There are more explanatory signs, but I was most struck by the size of one of the metal rollers used to print patterns onto wallpapers and how substantial the upfront investment in making it must have been — all for an improved design that they hoped would be popular.

The archive is still in use today, as shown in the display cases of modern items based on archival designs and how English Heritage was able to restore some furniture by hunting through the archive for matching patterns.

Overall, while I personally would have preferred to see more objects on display in the exhibition area, the archive is a delight to browse through the designs, and the many information signs will tell you a lot about this key retailer to the middle classes.

The Heritage Centre is open to the public on Saturdays from 10am to 4pm and is free to visit.

It’s in the village of Cookham, about a 20-minute walk from Cookham railway station, on the branch line from Maidenhead. The train is hourly, so time your visit carefully. If you’re driving, you can park nearby.

Visiting information is here.

Cookham village is postcard-pretty, and it’s not far from Cliveden, although the river gets in the way, making that a surprisingly long walk. If your timing to catch the train back is awkward, then a walk to Bourne End is only slightly further away, and that town is larger to have a wander around.


Be the first to know what's on in London, and the latest news published on ianVisits.

You can unsubscribe at any time from my weekly emails.

Tagged with: , ,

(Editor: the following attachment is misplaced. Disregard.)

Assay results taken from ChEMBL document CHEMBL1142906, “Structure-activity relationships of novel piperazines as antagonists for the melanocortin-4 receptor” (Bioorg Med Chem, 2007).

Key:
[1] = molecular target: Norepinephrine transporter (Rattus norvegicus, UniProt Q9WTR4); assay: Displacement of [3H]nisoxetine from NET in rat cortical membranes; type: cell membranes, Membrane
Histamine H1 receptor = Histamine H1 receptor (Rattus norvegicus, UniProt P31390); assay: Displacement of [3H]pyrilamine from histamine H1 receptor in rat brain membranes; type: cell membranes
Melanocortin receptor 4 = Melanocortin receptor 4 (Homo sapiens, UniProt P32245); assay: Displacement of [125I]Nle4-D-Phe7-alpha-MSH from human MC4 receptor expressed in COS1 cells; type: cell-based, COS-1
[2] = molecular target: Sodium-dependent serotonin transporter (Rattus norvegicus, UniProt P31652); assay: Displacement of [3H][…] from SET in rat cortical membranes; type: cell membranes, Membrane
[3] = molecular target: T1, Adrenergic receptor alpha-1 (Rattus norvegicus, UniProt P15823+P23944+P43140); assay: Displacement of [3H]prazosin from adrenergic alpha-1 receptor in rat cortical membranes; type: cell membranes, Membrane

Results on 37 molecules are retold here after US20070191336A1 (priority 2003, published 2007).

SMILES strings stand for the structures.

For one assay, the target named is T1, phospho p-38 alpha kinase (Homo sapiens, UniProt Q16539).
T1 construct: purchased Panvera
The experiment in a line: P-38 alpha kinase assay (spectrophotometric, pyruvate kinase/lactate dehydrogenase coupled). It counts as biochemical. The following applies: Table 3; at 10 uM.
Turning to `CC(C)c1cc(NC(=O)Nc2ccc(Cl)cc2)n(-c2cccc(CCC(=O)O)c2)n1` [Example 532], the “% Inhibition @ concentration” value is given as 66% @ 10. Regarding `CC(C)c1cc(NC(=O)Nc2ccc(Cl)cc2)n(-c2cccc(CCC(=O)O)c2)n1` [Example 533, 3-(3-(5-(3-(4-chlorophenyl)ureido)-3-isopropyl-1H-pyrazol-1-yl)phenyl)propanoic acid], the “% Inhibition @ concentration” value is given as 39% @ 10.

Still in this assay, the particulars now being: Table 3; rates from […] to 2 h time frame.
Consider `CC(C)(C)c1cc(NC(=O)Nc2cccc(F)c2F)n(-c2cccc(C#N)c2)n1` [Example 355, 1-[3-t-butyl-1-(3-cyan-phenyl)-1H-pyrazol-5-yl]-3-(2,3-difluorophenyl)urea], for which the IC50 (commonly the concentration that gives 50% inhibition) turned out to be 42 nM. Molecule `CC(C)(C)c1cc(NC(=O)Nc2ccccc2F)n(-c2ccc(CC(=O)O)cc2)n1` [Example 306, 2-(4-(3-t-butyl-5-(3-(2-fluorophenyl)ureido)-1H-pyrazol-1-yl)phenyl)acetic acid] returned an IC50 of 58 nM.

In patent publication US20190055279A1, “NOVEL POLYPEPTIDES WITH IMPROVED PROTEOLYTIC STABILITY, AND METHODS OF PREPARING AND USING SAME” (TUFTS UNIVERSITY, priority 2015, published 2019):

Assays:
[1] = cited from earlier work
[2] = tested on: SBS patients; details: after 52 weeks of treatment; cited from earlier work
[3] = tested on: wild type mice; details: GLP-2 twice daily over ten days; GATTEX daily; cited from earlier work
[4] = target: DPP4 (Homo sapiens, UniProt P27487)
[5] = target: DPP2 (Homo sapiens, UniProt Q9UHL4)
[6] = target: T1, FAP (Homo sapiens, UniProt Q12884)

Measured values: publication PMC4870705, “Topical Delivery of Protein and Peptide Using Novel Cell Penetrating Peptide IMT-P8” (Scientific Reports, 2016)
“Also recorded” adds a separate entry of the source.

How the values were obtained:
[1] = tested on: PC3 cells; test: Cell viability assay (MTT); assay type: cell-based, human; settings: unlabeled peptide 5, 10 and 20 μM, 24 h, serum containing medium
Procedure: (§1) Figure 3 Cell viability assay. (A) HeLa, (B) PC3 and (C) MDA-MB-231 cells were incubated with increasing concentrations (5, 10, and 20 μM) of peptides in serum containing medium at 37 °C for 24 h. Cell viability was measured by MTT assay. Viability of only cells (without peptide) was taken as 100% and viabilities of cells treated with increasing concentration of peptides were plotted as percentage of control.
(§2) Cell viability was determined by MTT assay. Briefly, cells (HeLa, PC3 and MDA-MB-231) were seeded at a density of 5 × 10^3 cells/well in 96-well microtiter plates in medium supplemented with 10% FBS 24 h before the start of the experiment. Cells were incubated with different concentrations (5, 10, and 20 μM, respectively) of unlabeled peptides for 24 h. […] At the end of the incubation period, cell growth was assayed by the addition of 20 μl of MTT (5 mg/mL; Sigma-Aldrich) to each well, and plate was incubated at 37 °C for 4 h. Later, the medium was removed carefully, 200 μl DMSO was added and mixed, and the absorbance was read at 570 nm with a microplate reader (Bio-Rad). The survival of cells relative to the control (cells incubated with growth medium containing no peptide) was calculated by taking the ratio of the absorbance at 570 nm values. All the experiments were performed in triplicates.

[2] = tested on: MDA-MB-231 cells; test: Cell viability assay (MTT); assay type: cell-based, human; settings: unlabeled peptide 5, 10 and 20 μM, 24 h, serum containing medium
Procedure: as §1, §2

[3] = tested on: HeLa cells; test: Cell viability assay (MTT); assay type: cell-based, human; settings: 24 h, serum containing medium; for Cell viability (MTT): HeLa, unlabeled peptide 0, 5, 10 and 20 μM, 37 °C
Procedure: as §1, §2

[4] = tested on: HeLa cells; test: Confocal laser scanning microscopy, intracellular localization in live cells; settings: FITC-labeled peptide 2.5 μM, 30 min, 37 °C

This website has been running now for over a decade, and while advertising revenue contributes to funding the website, it doesn't cover the costs. That is why I have set up a facility with DonorBox where you can contribute to the costs of the website and time invested in writing and research for the news articles.

It's very similar to the way The Guardian and many smaller websites are now seeking to generate an income in the face of rising costs and declining advertising.

Whether it's a one-off donation or a regular giver, every additional support goes a long way to covering the running costs of this website, and keeping you regularly topped up doses of Londony news and facts.

If you like what you read on here, then please support the website here.

Thank you

  1. Julian Dyer says:

    The other place to visit in Cookham is the small but superb Stanley Spencer gallery that features the artist’s highly distinctive paintings. It’s just over the road from the JLP heritage centre. Between them is the Odney Club, which is the JLP’s country club for its partners, and featured in some of Spencer’s paintings.

  2. MilesT says:

    You can complement your visit to the heritage centre with this book

    Currently available very cheaply second hand due to an inflated print run–I understand a copy was given to every current partner (and probably living long service retirees as well) at the time of the anniversary. I seem to recall the partner edition has a different ISBN and cover than the edition made available for general sale (and the partner edition ISBN was blocked for resale on Amazon).

    • Bill says:

      Thank you – I think I have ordered the last book that was selling very cheaply. I look forward to receive the book from that shop 😉

Leave a Reply

Your email address will not be published. Required fields are marked *


Home >> News >> Day trips from London